Definition of predestine in English:

predestine

verb

[WITH OBJECT]
  • 1 (of God) destine (someone) for a particular fate or purpose.

    ‘Calvinists believed that every person was predestined by God to go to heaven or to hell’
    • ‘It is through grace, as Augustine explains, not merit, that God predestines his elect.’
    • ‘He proposes that the pot may not criticize the potter, and that similarly humans may not object to God, who predestines some to salvation but rejects others.’
    • ‘But you are not predestined to repeat your father's mistakes.’
    • ‘Violet's behavior at the ball was caused by the simple fact that she saw a chance to leave Prydyn through marriage and she took it, even if she was predestined to fail.’
    • ‘From a very young age, he was predestined to follow a classic scientist's career.’
    • ‘The first act of God to remedy the damage and danger, was to predestine an elect people to be restored to the image of his son.’
    • ‘If anyone were predestined to write an opera on the life of Saint Francis of Assisi, it was surely Olivier Messiaen.’
    • ‘Look at Ephesians 1: 5, ‘He predestined us to be adopted as His sons through Jesus Christ, in accordance with His pleasure and will.’’
    • ‘These are troubling times we are in mired in, for the Lord is witness to the crimes of his children and has predestined us to suffer for our sins.’
    • ‘Although Protestant reformers taught that God had predestined each individual to salvation or damnation, they still expected her to live a godly life, obeying God rather than man.’
    • ‘Calvin, for example, never explicitly developed the doctrine of supralapsarianism, the belief that God predestined salvation or damnation for all humans even before the fall of Adam.’
    • ‘God might have predestined us to suffer from such a condition,’ he said.’
    • ‘Unlike Simba, she is not predestined for greatness.’
    preordained, ordained, foreordained, destined, predetermined, fated
    View synonyms
    1. 1.1Determine (an outcome or course of events) in advance by divine will or fate.
      ‘our predestined end’
      • ‘Of course Rhyann had absolutely no clue what exactly what predestined event her grandmother was trying to halt.’
      • ‘Although the lead swapped hands just five times in the match there was something predestined about the result.’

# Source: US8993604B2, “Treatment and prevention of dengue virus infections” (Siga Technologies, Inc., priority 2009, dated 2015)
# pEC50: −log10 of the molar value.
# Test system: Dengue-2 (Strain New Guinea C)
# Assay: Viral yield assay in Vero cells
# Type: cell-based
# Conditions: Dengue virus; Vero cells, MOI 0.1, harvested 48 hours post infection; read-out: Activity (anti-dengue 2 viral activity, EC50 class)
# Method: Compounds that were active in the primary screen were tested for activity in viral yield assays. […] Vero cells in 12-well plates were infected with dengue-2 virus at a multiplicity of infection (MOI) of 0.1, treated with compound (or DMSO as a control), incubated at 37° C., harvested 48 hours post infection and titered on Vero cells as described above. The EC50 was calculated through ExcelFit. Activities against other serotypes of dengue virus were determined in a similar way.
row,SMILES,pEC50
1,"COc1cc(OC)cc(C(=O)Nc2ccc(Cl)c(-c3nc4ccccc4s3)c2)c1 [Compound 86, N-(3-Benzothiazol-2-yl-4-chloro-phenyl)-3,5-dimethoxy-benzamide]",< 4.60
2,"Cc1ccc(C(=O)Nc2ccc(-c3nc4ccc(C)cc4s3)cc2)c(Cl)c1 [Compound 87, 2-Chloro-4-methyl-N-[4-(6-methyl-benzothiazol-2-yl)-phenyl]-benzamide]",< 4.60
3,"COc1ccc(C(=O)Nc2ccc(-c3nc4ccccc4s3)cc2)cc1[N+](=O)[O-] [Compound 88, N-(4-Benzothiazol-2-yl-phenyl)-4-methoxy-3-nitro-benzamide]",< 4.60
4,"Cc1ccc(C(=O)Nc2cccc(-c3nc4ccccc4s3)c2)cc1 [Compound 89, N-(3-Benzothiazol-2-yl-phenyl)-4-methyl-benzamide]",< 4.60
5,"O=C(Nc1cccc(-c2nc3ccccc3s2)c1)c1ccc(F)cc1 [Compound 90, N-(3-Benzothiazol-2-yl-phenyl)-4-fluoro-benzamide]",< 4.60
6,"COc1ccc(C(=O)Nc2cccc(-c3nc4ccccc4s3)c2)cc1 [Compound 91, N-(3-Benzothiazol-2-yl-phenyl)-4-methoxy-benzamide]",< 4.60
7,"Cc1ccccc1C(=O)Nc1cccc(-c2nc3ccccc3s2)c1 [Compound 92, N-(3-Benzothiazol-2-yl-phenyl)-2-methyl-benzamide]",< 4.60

• ‘Tenacious resistance was also demonstrated by the remnants of the First Army caught in the jaws of the German trap and knowing that the outcome was predestined.’
      • ‘Why would God give us freedom and free will if everything is predestined?’
      • ‘It steers her vessel down the river, as if on a predestined course.’
      • ‘Often times these predestined routes are quite creative, but mostly tanks follow the road and stop at a pre-set locations and enemy jets sometimes fly straight past you.’
      • ‘Its raging waters rushed past him and disappeared over the horizon in the distance, continuing on its predestined course in a wild frenzy, oblivious to his presence.’
      • ‘Zhi Ming went on to say that as a monk, one follows predestined arrangements and doesn't necessarily expect to win such cases.’
      • ‘Looking back from the year 2030 it will appear as if the world conspired to ensure that a predestined event occurred.’
      • ‘They continued on their predestined course, and Copperhead exhaled.’
      • ‘Do not these causes and conditions, however complex, lead in the end to a mechanically predestined result, rather like an intricate clockwork wound up and set ticking?’
      • ‘But I know I'm not going to pay any attention to those who tell me that the election result is predestined, even if… make that especially if they tell me what I want to hear.’
      • ‘Events take on a predestined feel after they have happened; we only remember the hunches that turned out right.’
      • ‘Making room for new histories, that situate the events of l965 as one of many possibilities rather than as a predestined outcome, may be one way of reviving the truth and reconciliation commission in another form.’
      • ‘Then, when I finally sat down to write it, the entire novel veered completely off its predestined course.’

Origin

Late Middle English: from Old French predestiner or ecclesiastical Latin praedestinare (see predestinate).

Pronunciation:

predestine

/priːˈdɛstɪn/